Now that is what you call a crisis. Beaten by a League Two side when you field your strongest available team: no other term will do. Worse, Arsenal's defeat to Bradford was not an isolated error, a blip in otherwise unsullied progress. It was part of a horribly emerging pattern.
It used to be called Valley Parade but now labours under the name the Coral Windows Stadium (what a romantic image that conjures). But for Arsenal this week it was the last refuge. The competition that Arsene Wenger used to disparage had suddenly become a route to purposefulness.
In the Capital One Cup (again, what unfathomable depths of romance are summoned by these sponsored titles), with the draw opening up tantalisingly, here was a real chance of silverware. Almost as good an opportunity to end the trophy drought as he had in the same competition back in 2011. But again Arsenal blew it.
Instead of Wenger plotting a move on Wembley, Phil Parkinson's well marshalled, brave and determined side march on, heading for the semi-finals where they will brilliantly earn sufficient cash to wipe out the last of the debt that has hamstrung the club for so long. No one can begrudge them their moment. Not after all the pain the club has suffered since its ill-starred attempt to borrow its way to Premier League stability.
Except perhaps Arsenal fans. For the Gunners and their manager that was a disaster. The game showed up the team's every failing: lots of possession, little to show for it and a big hole at the centre of defence.
But the thing which will most frustrate the several thousand Londoners who ventured north last night is the fact it need not have been like that. They will have watched with horror on Sunday as one of their own demonstrated precisely how to win a football match (and no, I don't mean Samir Nasri's feeble wall building).
The sight of Robin Van Persie celebrating victory at the Etihad must have been the most painful of the season. Because they know he didn't have to go to Manchester. Allowing a player at the very peak of his power to join a rival is a fundamental failure of football management. And Arsenal have done it on six occasions in the past four years.
Imagine what a team including Van Persie, Song, Fabregas, Clichy, Nasri and Toure would have done in Yorkshire last night. Not lose that's for sure. Now we hear that Theo Walcott is likely to join them on the route out of the Emirates. Apparently talks have reached the end over his new contract and he will be able to pick between United, City, Chelsea and Liverpool in January, all of whom are seemingly more than willing to pay him whatever he wants to secure his services.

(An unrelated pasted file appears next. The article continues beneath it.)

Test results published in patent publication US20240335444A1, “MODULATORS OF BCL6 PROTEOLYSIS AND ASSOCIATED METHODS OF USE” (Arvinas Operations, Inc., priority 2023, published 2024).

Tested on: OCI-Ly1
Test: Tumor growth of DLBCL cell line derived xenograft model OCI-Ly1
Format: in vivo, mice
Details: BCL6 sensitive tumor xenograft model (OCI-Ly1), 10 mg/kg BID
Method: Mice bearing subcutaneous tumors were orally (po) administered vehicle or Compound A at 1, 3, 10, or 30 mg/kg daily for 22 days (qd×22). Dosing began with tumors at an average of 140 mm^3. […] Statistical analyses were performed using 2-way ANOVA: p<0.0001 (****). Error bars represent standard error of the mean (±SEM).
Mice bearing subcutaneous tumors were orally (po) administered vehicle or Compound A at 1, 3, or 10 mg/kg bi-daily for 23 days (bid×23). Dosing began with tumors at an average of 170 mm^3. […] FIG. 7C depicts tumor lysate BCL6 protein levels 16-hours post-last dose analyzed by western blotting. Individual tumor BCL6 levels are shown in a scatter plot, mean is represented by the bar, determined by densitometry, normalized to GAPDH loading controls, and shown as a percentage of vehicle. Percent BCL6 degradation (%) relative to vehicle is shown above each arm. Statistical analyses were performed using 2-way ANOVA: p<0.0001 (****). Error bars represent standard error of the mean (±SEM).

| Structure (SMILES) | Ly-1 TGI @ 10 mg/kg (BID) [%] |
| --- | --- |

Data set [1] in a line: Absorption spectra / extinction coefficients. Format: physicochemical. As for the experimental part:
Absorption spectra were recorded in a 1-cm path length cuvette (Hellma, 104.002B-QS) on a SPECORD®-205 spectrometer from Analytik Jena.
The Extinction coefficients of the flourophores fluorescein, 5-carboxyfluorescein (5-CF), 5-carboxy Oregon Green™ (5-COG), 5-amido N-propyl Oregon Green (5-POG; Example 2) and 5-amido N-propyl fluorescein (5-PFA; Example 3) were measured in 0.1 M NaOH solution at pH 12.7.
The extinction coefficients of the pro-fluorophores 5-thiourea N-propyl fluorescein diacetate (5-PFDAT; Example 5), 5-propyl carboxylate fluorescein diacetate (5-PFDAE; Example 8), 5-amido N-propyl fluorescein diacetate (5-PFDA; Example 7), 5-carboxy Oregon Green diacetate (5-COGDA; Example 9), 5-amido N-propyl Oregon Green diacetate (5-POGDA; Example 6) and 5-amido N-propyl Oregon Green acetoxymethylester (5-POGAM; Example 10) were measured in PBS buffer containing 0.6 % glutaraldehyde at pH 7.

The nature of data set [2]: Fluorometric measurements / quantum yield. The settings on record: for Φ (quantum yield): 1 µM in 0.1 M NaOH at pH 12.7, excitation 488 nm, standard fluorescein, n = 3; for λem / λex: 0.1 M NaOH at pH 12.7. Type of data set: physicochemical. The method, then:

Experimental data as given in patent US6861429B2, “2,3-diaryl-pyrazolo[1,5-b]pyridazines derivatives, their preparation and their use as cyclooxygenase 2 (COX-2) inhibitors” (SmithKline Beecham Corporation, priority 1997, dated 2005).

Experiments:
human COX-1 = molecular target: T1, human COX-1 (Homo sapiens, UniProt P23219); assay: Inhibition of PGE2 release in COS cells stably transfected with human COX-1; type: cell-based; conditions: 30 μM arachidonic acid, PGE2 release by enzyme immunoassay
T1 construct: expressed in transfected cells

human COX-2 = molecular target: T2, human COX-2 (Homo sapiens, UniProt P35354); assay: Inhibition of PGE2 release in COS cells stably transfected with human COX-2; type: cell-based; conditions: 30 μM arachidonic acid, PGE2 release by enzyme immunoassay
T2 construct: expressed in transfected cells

If he goes, Arsenal's increasingly shaky claim to be a competitive top-four club will finally depart out the front door. Especially if Nani comes in the opposite direction.
The sadness is that Arsenal run themselves in the sort of way that, in any other line of business, should generate sustained and lasting success. Not for them living beyond their means. Their huge income from their new stadium is largely employed to pay down the debt incurred in building it: as sound a principle as you could wish for (although it has to be said that United managed to remain more than competitive while completely rebuilding their own stadium).
Furthermore, the manager's ability to scout and develop talent remains the club's main asset. Jack Wilshere's unflagging midfield performance last night may never have been seen had Song, Nasri or Fabregas remained at the club. Certainly we would not have witnessed Alex Oxlade-Chamberlain's nerveless penalty.
The trouble is, Arsenal have not only weakened themselves by letting go those they have nurtured, they have strengthened their rivals. And in football, the successful team is the one that always builds. If your rival has someone better than you, you do whatever it takes to steal him. You don't let your rival have your best.
The truth is, as the club built its glittering new home, a money-printing factory, it allowed its team to decline post 2005. Sure, in theory, there is something admirable about refusing to fuel the ludicrous inflation of players' wages. But in reality, when rivals are only too willing to do just that to tempt your best talent, it is self-defeating. Especially when ultimately it is those players that the customer will pay big money to come along and watch. This is the footballing fact the Arsenal board seem to have forgotten: in the end, it's success that people want to see.
Of course Wenger still produces marvels. Who wouldn't want Santi Cazorla or Wilshere in their team? The trouble is, the way Arsenal go about their business, whoever fancies them will eventually be able to take them. And if that is allowed to continue as a policy, nights like the one in Bradford will become the norm, not the exception.